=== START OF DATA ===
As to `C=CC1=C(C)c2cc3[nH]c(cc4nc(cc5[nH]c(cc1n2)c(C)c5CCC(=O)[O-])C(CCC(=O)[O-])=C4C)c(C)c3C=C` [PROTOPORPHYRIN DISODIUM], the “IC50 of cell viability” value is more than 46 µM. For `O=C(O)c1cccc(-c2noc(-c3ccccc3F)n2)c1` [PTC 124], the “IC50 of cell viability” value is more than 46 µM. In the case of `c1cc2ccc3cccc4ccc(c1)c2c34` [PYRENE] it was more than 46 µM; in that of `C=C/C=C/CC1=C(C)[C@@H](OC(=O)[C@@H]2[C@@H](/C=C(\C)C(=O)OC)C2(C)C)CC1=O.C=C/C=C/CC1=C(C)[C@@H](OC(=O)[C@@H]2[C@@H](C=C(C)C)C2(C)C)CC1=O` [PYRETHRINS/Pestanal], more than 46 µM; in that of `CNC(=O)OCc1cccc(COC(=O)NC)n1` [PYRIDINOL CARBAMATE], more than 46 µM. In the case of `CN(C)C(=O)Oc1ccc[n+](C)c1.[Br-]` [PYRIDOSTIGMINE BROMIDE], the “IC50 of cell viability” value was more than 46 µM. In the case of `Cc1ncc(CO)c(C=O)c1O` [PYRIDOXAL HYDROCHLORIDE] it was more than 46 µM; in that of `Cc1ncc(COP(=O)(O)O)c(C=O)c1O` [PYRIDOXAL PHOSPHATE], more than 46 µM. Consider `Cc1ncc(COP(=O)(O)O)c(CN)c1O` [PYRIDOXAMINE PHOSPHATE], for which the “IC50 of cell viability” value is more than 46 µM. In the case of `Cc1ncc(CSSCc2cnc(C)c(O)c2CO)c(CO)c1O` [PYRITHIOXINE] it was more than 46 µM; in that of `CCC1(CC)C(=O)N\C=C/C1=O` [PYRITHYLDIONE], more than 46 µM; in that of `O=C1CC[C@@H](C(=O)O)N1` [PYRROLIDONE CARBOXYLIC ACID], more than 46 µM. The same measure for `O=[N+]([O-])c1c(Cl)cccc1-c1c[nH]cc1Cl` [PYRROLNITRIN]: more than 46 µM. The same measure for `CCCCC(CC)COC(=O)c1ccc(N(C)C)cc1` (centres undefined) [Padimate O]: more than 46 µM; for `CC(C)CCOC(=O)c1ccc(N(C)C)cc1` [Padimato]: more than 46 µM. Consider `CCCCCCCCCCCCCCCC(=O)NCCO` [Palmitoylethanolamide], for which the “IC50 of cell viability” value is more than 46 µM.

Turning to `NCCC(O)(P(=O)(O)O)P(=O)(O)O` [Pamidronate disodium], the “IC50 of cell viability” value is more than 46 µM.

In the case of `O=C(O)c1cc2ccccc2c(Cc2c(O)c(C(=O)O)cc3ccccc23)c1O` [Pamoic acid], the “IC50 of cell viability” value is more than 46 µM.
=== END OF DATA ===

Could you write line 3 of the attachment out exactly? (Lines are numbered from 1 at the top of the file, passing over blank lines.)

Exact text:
In the case of `O=C(O)c1cc2ccccc2c(Cc2c(O)c(C(=O)O)cc3ccccc23)c1O` [Pamoic acid], the “IC50 of cell viability” value is more than 46 µM.